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Ramanujan M.S.,Institute of Mathematical science | Saurabh S.,Institute of Mathematical science | Saurabh S.,University of Bergen
Proceedings of the Annual ACM-SIAM Symposium on Discrete Algorithms | Year: 2014

A skew-symmetric graph (D = (V, A), σ) is a directed graph D with an involution a on the set of vertices and arcs. Flows on skew-symmetric graphs have been used to generalize maximum flow and maximum matching problems on graphs, initially by Tutte [1967], and later by Goldberg and Karzanov [1994, 1995]. In this paper, we introduce a separation problem, d-skew- Symmetric Multicut, where we are given a skew- symmetric graph D, a family of T of d-sized subsets of vertices and an integer k. The objective is to decide if there is a set X ⊆ A of k arcs such that every set J in the family has a vertex v such that v and σ(v) are in different strongly connected components of D' = (V, A \ (X ∪ σ(X)). In this paper, we give an algorithm for d-skew-Symmetric Multicut which runs in time O((4d)k(m+n+ℓ)), where m is the number of arcs in the graph, n the number of vertices and ℓ the length of the family given in the input. This problem, apart from being independently interesting, also abstracts out and captures the main combinatorial obstacles towards solving numerous classical problems. Our algorithm for d-Skew-Symmetric Multicut paves the way for the first linear time parameterized algorithms for several problems. We demonstrate its utility by obtaining the following linear time parameterized algorithms. • We show that Almost 2-SAT is a special case of 1-Skew-Symmetric Multicut, resulting in an algorithm for Almost 2-SAT which runs in time O(4kk 4ℓ) where k is the size of the solution and ℓ is the length of the input formula. Then, using linear time parameter preserving reductions to Almost 2-SAT, we obtain algorithms for Odd Cycle Transversal and Edge Bipartization which run in time O(4Kk4(m+n)) and O(4 kk5(m + n)) respectively where k is size of the solution,m and n are the number of edges and vertices respectively. This resolves an open problem posed by Reed, Smith and Vetta [Operations Research Letters, 2003] and improves upon the earlier almost linear time algorithm of Kawarabayashi and Reed [SODA, 2010]. • We show that Deletion g-Horn Backdoor Set Detection is a special case of 3-Skew- Symmetric Multicut, giving us an algorithm for Deletion g-Horn Backdoor Set Detection which runs in time O(12kk 5ℓ) where k is the size of the solution and £ is the length of the input formula. This gives the first fixed-parameter tractable algorithm for this problem answering a question posed in a paper by a superset of the authors [STACS, 2013]. Using this result, we get an algorithm for Satisfiability which runs in time O(12kk5ℓ) where k is the size of the smallest q-Horn deletion backdoor set, with ℓ being the length of the input formula. Copyright © 2014 by the Society for Industrial and Applied Mathematics. Source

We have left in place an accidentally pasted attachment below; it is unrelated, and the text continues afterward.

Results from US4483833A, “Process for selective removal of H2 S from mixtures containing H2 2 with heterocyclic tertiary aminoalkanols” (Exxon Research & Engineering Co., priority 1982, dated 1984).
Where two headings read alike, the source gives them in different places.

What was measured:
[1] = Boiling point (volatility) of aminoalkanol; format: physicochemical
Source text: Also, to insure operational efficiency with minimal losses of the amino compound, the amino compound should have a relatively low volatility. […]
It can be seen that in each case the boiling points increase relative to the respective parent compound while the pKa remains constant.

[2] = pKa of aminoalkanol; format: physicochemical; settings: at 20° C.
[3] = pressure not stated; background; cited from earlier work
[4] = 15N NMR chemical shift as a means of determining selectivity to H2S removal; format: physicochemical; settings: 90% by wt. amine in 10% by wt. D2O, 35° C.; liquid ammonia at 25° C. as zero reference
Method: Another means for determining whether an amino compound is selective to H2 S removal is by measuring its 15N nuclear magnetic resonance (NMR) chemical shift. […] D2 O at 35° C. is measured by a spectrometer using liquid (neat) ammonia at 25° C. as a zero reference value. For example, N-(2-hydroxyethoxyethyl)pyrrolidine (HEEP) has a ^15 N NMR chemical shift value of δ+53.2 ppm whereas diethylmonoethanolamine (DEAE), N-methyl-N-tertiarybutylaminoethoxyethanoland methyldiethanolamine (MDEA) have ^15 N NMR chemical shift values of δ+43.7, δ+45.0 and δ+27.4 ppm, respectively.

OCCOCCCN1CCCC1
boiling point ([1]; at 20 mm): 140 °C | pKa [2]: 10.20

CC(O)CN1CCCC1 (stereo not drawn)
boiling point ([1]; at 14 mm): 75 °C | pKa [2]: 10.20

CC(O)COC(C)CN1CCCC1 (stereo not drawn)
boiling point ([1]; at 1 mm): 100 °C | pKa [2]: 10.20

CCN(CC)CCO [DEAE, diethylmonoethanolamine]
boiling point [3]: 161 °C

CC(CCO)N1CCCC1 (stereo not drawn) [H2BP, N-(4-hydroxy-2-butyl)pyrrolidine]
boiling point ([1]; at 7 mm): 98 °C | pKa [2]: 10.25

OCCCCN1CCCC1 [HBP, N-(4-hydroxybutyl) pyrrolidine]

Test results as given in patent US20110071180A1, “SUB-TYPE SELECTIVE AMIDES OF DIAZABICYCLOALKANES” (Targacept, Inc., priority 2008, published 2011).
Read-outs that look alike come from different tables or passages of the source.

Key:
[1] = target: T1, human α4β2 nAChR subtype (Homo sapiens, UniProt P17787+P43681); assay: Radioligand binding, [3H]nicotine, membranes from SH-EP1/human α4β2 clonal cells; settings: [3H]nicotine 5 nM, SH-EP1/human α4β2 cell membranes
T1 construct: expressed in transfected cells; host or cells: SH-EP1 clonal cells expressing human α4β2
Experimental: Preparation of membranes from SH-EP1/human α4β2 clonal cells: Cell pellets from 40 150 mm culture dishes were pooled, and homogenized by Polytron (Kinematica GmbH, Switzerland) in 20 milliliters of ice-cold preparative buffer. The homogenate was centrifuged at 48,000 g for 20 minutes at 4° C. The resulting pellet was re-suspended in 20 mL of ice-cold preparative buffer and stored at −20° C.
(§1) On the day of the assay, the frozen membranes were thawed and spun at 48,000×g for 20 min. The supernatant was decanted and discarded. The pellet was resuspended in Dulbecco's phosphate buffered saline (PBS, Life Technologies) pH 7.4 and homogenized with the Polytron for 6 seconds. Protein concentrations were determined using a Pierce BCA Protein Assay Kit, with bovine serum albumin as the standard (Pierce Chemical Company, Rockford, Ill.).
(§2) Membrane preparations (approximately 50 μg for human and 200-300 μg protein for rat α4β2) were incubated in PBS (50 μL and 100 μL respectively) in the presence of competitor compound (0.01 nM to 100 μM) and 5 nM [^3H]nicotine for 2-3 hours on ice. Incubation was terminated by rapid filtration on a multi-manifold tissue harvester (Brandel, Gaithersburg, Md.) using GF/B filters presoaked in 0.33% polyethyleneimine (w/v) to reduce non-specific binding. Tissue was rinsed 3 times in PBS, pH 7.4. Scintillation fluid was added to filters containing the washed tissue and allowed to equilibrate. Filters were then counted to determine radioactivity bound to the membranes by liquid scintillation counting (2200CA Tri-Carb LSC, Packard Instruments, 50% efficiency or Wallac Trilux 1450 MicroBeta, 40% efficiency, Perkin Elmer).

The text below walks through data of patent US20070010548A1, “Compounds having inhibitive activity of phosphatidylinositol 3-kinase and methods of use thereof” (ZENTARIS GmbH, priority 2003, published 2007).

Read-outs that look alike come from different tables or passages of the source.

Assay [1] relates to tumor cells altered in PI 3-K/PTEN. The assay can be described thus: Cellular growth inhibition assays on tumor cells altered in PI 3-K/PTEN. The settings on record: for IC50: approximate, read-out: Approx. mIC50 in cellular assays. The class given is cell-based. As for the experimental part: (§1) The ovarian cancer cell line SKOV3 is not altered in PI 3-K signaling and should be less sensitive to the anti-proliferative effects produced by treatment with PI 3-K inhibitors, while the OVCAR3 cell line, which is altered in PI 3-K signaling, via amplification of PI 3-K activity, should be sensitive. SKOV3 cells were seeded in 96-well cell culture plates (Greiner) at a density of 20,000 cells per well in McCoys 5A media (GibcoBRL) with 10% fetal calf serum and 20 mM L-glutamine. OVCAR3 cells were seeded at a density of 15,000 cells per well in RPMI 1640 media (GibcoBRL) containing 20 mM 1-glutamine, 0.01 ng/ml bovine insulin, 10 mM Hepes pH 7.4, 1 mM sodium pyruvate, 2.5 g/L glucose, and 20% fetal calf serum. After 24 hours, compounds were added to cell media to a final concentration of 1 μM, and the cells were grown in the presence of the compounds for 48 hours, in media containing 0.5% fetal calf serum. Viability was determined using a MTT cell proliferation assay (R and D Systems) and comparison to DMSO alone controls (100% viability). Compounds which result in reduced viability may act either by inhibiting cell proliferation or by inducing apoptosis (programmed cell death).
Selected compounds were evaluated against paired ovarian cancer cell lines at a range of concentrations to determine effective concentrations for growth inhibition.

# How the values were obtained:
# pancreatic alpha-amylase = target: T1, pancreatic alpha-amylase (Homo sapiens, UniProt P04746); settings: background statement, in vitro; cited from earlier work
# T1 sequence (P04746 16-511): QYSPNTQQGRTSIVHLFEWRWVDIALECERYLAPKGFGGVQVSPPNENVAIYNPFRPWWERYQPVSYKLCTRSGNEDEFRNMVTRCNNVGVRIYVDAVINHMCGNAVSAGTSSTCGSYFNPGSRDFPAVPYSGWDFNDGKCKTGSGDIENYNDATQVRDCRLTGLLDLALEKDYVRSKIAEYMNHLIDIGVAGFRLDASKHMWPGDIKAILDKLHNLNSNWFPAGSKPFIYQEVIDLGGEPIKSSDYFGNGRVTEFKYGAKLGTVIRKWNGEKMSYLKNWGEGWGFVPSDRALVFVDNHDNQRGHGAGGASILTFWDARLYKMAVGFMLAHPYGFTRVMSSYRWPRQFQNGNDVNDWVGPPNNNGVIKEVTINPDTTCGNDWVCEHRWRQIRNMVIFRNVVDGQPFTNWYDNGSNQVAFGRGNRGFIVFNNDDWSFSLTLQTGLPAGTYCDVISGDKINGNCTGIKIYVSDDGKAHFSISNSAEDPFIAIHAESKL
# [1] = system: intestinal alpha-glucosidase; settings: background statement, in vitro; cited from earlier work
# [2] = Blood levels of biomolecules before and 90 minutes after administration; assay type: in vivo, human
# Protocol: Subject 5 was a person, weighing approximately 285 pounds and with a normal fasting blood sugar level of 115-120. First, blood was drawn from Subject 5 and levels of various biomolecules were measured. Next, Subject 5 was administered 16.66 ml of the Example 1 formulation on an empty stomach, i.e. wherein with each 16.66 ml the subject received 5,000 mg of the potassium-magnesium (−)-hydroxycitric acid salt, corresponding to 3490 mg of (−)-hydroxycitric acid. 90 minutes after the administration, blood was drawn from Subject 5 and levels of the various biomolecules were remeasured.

Suematsu K.,Institute of Mathematical science
Colloid and Polymer Science | Year: 2012

The concentration dependence of the excluded volume effects in polymer solutions is investigated. Through thermodynamic arguments for the interpenetration of polymer segments and the free energy change, we show that the disappearance of the excluded volume effects should occur at medium concentration. The result is in accord with the recent experimental observations. © 2012 Springer Science+Business Media, LLC. Source


Lokshtanov D.,University of Bergen | Pilipczuk M.,University of Bergen | Saurabh S.,Institute of Mathematical science
Proceedings - Annual IEEE Symposium on Foundations of Computer Science, FOCS | Year: 2014